Starting a business is tough work, but running a business is even tougher. It’s challenging and fun to write a business plan, putting to work all that knowledge gleaned from business class; it’s almost like building a fantasy world where your every business wish comes true. Unfortunately, putting that business plan to use is not nearly as gleeful ― and when things start going wrong, you might feel downright miserable.
Fortunately, when your business starts to turn for the worse and you find yourself without the capital you need to regain your business footing, there is one service you can turn to for aid: Invoice factoring. Just because you are new to entrepreneurship doesn’t mean your first small business should fail. This guide will show you how to use factoring to keep your business dreams alive.
What Factoring Is (And Isn’t)
Unpaid invoices are expensive: You have to expend time and energy chasing slow-paying clients; you have to use resources to send reminders and check-ins; and you have to worry and stress about your lack of inflowing money. Invoice factoring allows you to transfigure those annoying, costly, unpaid invoices into cold hard cash.
Invoice factoring is distinct from other types of business funding. Factoring allows businesses to get paid faster, which helps them achieve business goals sooner and expand broader. The steps are simple:
• Step 1: Research reliable factoring companies and choose one to work with
• Step 2: Sell your invoices (or accounts receivable)
• Step 3: Receive a majority of the amount owed
Your client then pays the factoring company, and one they do, you will receive the rest of the invoice (minus a fee).
Invoice factoring is not like other forms of business funding for a few reasons. Unlike bank loans, which exist only between you and a financial institution, factoring involves three parties: you, the factoring company, and your delinquent clients. Factoring only requires a day or so to generate money for a business, unlike other funding which can take months to process. Finally, factoring usually provides more cash than other funding ― especially short-term business loans, which tend to siphon cash away from businesses.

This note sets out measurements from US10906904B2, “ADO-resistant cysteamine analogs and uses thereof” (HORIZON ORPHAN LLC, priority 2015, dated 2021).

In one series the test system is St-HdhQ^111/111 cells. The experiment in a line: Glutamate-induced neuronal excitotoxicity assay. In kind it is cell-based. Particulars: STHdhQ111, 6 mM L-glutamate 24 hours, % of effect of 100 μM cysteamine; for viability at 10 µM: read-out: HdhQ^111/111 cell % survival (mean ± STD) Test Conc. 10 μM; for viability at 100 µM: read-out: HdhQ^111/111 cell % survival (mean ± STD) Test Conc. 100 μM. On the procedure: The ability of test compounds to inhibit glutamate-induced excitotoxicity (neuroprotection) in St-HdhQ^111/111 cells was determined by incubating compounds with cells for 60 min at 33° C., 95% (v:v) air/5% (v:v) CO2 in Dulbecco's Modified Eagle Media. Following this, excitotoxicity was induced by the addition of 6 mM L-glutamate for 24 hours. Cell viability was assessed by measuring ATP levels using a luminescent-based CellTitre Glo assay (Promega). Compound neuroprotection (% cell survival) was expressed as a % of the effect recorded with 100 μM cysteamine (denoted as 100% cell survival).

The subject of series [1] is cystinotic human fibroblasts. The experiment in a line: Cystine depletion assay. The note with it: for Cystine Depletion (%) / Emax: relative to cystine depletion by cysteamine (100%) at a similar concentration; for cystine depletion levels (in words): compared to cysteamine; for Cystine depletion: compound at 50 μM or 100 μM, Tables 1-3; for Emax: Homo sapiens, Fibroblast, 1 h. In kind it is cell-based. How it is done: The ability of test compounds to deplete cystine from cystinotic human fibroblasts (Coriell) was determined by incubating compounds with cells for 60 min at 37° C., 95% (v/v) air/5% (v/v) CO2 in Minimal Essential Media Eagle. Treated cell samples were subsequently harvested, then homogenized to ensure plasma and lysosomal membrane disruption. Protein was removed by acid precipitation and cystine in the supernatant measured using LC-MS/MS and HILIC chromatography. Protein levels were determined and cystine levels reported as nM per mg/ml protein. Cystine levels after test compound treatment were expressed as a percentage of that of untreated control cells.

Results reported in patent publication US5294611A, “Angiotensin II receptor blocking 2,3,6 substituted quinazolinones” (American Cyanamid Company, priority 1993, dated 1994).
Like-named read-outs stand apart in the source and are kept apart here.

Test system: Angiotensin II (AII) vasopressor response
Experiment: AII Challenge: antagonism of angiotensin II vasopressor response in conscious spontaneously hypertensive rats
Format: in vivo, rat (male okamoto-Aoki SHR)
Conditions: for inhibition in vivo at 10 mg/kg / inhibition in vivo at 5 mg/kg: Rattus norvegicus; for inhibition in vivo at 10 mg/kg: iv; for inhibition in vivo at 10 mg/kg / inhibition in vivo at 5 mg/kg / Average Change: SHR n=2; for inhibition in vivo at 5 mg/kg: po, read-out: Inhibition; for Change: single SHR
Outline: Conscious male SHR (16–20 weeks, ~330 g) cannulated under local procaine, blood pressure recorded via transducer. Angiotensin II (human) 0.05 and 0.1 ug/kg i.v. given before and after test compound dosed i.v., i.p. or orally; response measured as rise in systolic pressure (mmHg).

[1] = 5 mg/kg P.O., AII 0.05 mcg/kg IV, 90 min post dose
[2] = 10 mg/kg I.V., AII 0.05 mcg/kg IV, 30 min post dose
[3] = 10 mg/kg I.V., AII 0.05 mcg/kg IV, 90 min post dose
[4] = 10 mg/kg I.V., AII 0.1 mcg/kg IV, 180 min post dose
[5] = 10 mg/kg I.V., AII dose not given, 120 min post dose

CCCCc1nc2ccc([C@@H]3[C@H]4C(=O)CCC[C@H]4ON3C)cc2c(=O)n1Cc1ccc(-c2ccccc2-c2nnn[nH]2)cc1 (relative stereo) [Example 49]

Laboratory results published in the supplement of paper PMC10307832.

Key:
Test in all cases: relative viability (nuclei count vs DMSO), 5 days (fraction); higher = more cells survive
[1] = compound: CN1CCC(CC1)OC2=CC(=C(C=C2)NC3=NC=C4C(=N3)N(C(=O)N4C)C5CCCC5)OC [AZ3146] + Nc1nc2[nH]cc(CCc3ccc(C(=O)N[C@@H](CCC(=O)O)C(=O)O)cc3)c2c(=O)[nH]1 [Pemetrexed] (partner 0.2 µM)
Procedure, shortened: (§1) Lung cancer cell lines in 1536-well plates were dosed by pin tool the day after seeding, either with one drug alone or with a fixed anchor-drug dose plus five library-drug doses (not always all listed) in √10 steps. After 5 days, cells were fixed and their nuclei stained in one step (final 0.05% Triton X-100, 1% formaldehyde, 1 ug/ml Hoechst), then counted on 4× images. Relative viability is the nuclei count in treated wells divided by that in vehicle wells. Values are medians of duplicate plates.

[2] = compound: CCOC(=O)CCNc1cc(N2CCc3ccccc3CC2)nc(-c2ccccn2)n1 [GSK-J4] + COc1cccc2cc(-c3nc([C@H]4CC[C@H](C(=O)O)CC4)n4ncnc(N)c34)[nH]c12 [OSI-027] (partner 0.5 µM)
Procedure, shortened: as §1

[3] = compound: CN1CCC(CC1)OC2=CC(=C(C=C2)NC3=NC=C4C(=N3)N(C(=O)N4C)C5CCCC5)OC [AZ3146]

What Factoring Costs
Of course, such benefits aren’t free. Factoring companies charge a number of fees and rates to manage your accounts receivable for you. Typically, you can expect to see the following costs:
• Factoring fee. This rate is the amount factoring companies charge to manage your accounts. You can expect between 1 and 5 percent per month per invoice value, depending on the credit-worthiness of your clients.
• Reserve account rate. Most factoring companies will reserve a percentage of your invoices’ values and return that amount if (or when) the client pays. Some companies will express this rate as an advance rate, which is essentially the inverse of the reserve account rate ― what you are getting right away rather than what you are getting later. Reserve account rates range from 70 to 90 percent of your invoices’ values.
• Invoice fee. Some factoring companies will tack-on a flat fee to pay for processing of each invoice. Usually, these fees won’t exceed about $2 per invoice, but you should ask about additional fees before you sign any contracts. This might also manifest as a “diligence fee,” which is one-time rather than per invoice, and should fall between $400 and $600.
Not all factoring companies make it easy to understand their rates and fees, so you might need to do some digging to uncover the best deal for your business.
Why Factoring Works
Even when your business isn’t on hard times, you might consider factoring your invoices. The major benefit to factoring is it allows you to expand your working capital as your sales grow, which means you are only limited by your business’s ability to close deals. Instead of worrying about harrying delinquent clients ― or improving your equity or cash flow to increase your bank loan ― you can focus your efforts on sales, which is what you should be doing anyway.
Because the work is already done and the money is already earned, invoice factoring is an exceedingly low-risk way for your business to get the cash you need fast. Contrastingly, loans’ credit burdens, grants’ slow approval process, and cash advances’ heavy interest rates make them dangerous sources of funding, especially for young, struggling entrepreneurs. Factoring works, and it can work for you.